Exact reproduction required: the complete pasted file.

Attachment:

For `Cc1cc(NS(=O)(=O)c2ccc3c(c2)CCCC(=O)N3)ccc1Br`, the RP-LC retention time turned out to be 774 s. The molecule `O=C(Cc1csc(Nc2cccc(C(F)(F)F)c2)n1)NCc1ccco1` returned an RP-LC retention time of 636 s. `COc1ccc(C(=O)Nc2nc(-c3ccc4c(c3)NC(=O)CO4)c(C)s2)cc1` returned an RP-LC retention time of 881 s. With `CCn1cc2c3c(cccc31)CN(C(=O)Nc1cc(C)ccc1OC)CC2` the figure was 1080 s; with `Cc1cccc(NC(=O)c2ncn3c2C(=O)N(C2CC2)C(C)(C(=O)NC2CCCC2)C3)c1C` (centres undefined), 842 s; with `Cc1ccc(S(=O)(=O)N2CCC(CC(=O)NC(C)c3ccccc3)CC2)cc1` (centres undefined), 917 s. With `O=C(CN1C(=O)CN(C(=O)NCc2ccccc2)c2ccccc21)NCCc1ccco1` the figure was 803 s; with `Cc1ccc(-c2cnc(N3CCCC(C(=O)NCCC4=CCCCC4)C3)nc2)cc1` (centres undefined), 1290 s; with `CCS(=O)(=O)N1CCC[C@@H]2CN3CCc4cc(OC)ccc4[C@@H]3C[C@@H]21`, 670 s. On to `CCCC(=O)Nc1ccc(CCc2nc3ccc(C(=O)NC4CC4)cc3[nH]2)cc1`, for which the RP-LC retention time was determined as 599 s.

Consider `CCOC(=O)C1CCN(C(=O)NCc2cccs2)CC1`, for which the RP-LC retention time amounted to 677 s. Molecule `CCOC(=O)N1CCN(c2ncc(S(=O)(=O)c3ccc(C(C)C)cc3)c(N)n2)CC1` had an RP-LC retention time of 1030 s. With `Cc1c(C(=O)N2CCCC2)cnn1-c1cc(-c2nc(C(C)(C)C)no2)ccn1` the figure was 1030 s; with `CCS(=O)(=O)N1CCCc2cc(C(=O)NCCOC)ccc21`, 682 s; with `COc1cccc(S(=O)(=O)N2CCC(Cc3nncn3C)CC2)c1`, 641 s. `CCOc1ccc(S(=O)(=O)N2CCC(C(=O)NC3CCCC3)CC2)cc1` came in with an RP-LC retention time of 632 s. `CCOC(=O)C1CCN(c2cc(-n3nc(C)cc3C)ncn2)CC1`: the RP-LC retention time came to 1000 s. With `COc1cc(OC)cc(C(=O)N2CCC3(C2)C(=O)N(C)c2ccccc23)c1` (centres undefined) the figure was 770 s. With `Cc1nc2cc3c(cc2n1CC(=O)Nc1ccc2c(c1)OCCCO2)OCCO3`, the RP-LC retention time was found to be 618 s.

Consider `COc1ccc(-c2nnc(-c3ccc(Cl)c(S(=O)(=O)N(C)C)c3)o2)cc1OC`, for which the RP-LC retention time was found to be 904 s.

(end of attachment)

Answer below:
For `Cc1cc(NS(=O)(=O)c2ccc3c(c2)CCCC(=O)N3)ccc1Br`, the RP-LC retention time turned out to be 774 s. The molecule `O=C(Cc1csc(Nc2cccc(C(F)(F)F)c2)n1)NCc1ccco1` returned an RP-LC retention time of 636 s. `COc1ccc(C(=O)Nc2nc(-c3ccc4c(c3)NC(=O)CO4)c(C)s2)cc1` returned an RP-LC retention time of 881 s. With `CCn1cc2c3c(cccc31)CN(C(=O)Nc1cc(C)ccc1OC)CC2` the figure was 1080 s; with `Cc1cccc(NC(=O)c2ncn3c2C(=O)N(C2CC2)C(C)(C(=O)NC2CCCC2)C3)c1C` (centres undefined), 842 s; with `Cc1ccc(S(=O)(=O)N2CCC(CC(=O)NC(C)c3ccccc3)CC2)cc1` (centres undefined), 917 s. With `O=C(CN1C(=O)CN(C(=O)NCc2ccccc2)c2ccccc21)NCCc1ccco1` the figure was 803 s; with `Cc1ccc(-c2cnc(N3CCCC(C(=O)NCCC4=CCCCC4)C3)nc2)cc1` (centres undefined), 1290 s; with `CCS(=O)(=O)N1CCC[C@@H]2CN3CCc4cc(OC)ccc4[C@@H]3C[C@@H]21`, 670 s. On to `CCCC(=O)Nc1ccc(CCc2nc3ccc(C(=O)NC4CC4)cc3[nH]2)cc1`, for which the RP-LC retention time was determined as 599 s.

Consider `CCOC(=O)C1CCN(C(=O)NCc2cccs2)CC1`, for which the RP-LC retention time amounted to 677 s. Molecule `CCOC(=O)N1CCN(c2ncc(S(=O)(=O)c3ccc(C(C)C)cc3)c(N)n2)CC1` had an RP-LC retention time of 1030 s. With `Cc1c(C(=O)N2CCCC2)cnn1-c1cc(-c2nc(C(C)(C)C)no2)ccn1` the figure was 1030 s; with `CCS(=O)(=O)N1CCCc2cc(C(=O)NCCOC)ccc21`, 682 s; with `COc1cccc(S(=O)(=O)N2CCC(Cc3nncn3C)CC2)c1`, 641 s. `CCOc1ccc(S(=O)(=O)N2CCC(C(=O)NC3CCCC3)CC2)cc1` came in with an RP-LC retention time of 632 s. `CCOC(=O)C1CCN(c2cc(-n3nc(C)cc3C)ncn2)CC1`: the RP-LC retention time came to 1000 s. With `COc1cc(OC)cc(C(=O)N2CCC3(C2)C(=O)N(C)c2ccccc23)c1` (centres undefined) the figure was 770 s. With `Cc1nc2cc3c(cc2n1CC(=O)Nc1ccc2c(c1)OCCCO2)OCCO3`, the RP-LC retention time was found to be 618 s.

Consider `COc1ccc(-c2nnc(-c3ccc(Cl)c(S(=O)(=O)N(C)C)c3)o2)cc1OC`, for which the RP-LC retention time was found to be 904 s.